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|Little Shop of Monsters|
Author: Stine, R. L.
An illustrated, interactive story with a narrator who invites the reader to meet a vast array of pet monsters, such as the Yucky Mucky twins, and choose one to take home.
|Accelerated Reader Information:|
Interest Level: LG
Reading Level: 2.00
Points: .5 Quiz: 176965
Kirkus Reviews (08/01/15)
School Library Journal (09/01/15)
The Hornbook (00/09/15)
Full Text Reviews:
Booklist - 02/15/2015 A young brother and sister enter the Little Shop of Monsters to have a look at the many critters that inhabit the “pet” shop. As the narrator tells each monster’s name and habits, the boy looks apprehensive while his younger sister appears enchanted and eager to enter the cages. Though most of the monsters are gross and gooey and slimy, they are not frightening in appearance, sporting bows, polka dots, stripes, or big toothy grins. The siblings leave without finding a monster to take home but with the promise (threat?) that perhaps a monster will find them instead. Great for storytime or one-on-one sharing, this tale begs for audience participation: “Wipe the sneeze off this book,” “Are YOU ticklish?” and “QUICK! TURN THE PAGE! TURN IT FAST!” Engaging illustrations, created using a variety of materials including watercolor, spray paint, colored pencils, and gouache, offer action and entertainment. This title, along with If You’re a Monster and You Know It, by Rebecca Emberley and Ed Emberley (2010), will liven up any young crowd and be requested for repeated readings. - Copyright 2015 Booklist.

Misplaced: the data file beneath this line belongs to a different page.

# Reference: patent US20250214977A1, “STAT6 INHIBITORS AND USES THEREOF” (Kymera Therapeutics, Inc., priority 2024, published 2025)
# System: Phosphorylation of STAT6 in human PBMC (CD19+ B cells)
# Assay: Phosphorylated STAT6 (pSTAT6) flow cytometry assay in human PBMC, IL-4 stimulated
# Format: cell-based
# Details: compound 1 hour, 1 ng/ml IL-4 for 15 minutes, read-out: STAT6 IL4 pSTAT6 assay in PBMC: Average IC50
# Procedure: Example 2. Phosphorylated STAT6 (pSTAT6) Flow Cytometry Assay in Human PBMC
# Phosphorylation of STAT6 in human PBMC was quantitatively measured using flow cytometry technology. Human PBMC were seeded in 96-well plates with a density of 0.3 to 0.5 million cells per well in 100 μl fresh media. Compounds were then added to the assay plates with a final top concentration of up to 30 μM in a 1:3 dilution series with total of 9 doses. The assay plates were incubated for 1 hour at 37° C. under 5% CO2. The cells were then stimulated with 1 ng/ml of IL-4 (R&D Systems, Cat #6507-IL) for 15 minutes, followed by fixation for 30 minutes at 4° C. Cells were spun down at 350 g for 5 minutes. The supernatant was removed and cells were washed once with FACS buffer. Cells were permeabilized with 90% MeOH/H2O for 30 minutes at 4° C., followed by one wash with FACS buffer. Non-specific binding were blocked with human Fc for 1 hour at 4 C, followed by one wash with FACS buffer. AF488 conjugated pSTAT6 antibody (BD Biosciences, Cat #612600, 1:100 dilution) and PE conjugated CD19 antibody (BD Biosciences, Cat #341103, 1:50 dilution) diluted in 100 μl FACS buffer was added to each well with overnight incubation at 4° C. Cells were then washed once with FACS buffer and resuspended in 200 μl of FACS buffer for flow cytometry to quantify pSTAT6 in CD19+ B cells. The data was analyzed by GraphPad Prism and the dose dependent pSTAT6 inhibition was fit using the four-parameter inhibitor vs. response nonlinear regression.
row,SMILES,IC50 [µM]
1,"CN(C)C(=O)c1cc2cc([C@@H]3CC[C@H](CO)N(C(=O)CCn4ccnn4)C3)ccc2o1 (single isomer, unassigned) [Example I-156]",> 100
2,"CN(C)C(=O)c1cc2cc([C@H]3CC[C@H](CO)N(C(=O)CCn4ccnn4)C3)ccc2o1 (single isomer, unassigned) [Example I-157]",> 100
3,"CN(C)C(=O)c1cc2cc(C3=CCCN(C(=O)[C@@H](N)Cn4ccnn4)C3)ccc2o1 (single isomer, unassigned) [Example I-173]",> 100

School Library Journal - 09/01/2015 K-Gr 3—In Stine's first picture book, an unseen narrator provides a tour of a pet shop stocked full of monsters. The spooky travelogue is peppered with slightly sinister asides, such as "I hope they don't break the glass, jump out, and EAT you. (Would that spoil your day?)." Among the beasts eager to share your home is "Bubble-Belly Billy," a greedy-eyed, long-clawed snacker who is surrounded by bones and apple cores. "Yucky" and "Mucky" are phlegmy, green twins who like to stick together. With Venus Flytrap-like pinchers, "Squeezer" and "Teaser" pass the time by playing monster games. Brown's detailed mixed-media illustrations bring these crazy creatures, who gaze out directly at readers, to life. VERDICT Frightfully funny. Children will scream for repeated visits to The Little Shop of Monsters.—Linda Ludke, London Public Library, Ontario, Canada - Copyright 2015 Publishers Weekly, Library Journal and/or School Library Journal used with permission.